I also found the content disturbing – I know murder mysteries are bound to be a bit disturbing, so it’s not a critique, just a note that it made me uncomfortable and that some people might like a trigger warning for rape. I also hate the use of children as a plot device in murder mysteries. Lots of mysteries center around children and trauma and that is fine, in a way this book does, but the author also leaves several children orphaned and generally I just thought it unnecessary. I felt more like they were used to make the reader feel bad rather than for any important plot reason.

Finally, this is a criticism of the title of the book more than anything. But “His & Hers” implies to me an exploration of two different sides of the same story. Yes this story had two protagonists, but to me it was really no different than any other dually narrated story. I didn’t think the book really explored his and her perspectives of an event. It really was just a simple shared narrative. A minor criticism as it doesn’t affect the enjoyment of the story, but hey, I’m a reader, I care about word choice.

Anyways, those are my critiques. Overall it was a standard 3 star mystery thriller. I liked it, but didn’t love it.

Okay now for the spoiler part of my review. I found quite a few plot holes and I want to document it while it’s still fresh in my mind because it’s bound to come up at my book club discussion!

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Plot holes:
– Why did Anna go into Zoe’s house on the day of her murder? The end confirmed she didn’t do it, so what was she doing?
– Why did the killer tip Anna off after they murdered Helen Wang? I assumed originally it was to throw suspicion on her, but wouldn’t the killer want to avoid any suspicion on Anna?
– Why was Priya always talking to Anna’s mom? The author alludes that we should be concerned about this – I figured originally it was because of her mom’s dementia and the body in the backyard. But in light of the final revelation, I’m not sure why we should be concerned about this. Do we think Priya suspects the real killer?
– Not a plot hole, but overall I just thought both Priya and Richard were weak red herrings. Catherine was the obvious suspect, so I did like the little plot twist with Cat Jones.
– Why was Jack absolved of all suspicion? They make reference to the discovery of Catherine’s diaries, but they wouldn’t have found any murder plans within them… I know Priya witnessed Cat attack Anna’s mom as well, but again, not proof she was the murderer. Her children had been kidnapped, surely hysteria would be expected, or did the police not figure this out. They would have had to know now that both the kids parents were dead.

Kim Jiyoung, Born 1982

Rating: ⭐⭐⭐
Author: Cho Nam-Joo
Genres: Fiction
Pub. date: Oct. 2016 (read Sep. 2020)

Kim Jiyoung, Born 1982 is a small book that packs a punch. I think this has only recently been translated to English (although I’m not totally sure), but I’m so glad it was because it’s such an interesting read about the lives of Korean women and how relatable sexism is all over the world.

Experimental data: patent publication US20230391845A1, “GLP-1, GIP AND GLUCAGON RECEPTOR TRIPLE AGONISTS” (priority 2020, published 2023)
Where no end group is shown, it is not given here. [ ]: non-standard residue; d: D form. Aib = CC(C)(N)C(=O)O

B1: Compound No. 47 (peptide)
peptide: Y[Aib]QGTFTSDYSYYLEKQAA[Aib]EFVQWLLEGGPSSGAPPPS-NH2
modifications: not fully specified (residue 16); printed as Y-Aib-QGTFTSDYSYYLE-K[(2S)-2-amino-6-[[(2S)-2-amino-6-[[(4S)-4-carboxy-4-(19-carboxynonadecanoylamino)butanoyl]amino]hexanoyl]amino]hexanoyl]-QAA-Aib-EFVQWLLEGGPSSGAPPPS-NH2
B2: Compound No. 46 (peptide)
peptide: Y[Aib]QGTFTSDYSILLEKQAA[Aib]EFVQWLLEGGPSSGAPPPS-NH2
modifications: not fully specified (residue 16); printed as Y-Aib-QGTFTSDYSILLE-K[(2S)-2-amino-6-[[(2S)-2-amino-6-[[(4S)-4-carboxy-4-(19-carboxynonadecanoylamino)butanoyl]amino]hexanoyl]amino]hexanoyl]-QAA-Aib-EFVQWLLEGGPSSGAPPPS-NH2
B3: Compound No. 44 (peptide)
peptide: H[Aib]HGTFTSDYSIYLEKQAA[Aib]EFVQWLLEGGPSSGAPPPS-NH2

As the name suggests, this book is a short recount of Kim Jiyoung’s life, from her childhood, school years, early career, and eventually motherhood. At every stage of her life Jiyoung recognizes how she is treated differently. How her brother was prioritized above her as a child, how she was misunderstood in middle school, how hard she had to struggle to find a job and how little her employer valued her compared to her male colleagues when she finally did start working. Then it covers the challenges of becoming a mother and the different expectations that are placed on women and how their desires and dreams are always de-prioritized.

There’s nothing shocking in this book. I was in no way surprised by the way society de-valued women or the hardships Jiyoung was up against. But I think seeing these inequalities and microaggressions spread out over the course of one person’s life really does push home the unfairness of it all. When you take into account each incident on it’s own, it’s easy to dismiss, but seeing the collective impact is really frustrating and exhausting.

It’s also easy to ignore the inequalities of those in other countries. “oh but we live in a developed country, it’s much better here”, but the fact was that even though this book takes place in Korea, everything was just so damn relatable! The mentality of boys will be boys as a child just perpetuates society’s reluctance to ever hold men accountable for their actions. Prioritizing your son’s needs feeds into a culture of valuing and rewarding men’s contributions more than women’s. And preparing only your daughters for parenthood and marriage creates a generation of men that have no domestic skills and leave women to assume all the roles of unpaid labour.

It’s a simple book and a quick read, but a meaningful one. I love what the author did with the ending and thought it was so genius. It’s easy to identify the ways in which society has failed, but how can we possibly change it when there’s so little understanding or desire from men to see any change. It’s a system that has always benefited men, so even though they might empathize with women like Jiyoung, ultimately it makes no difference to them. The system benefits them and therefore there’s no incentive to change it. I think this is one of the greatest challenges feminism faces and no matter where women are from, we can all relate.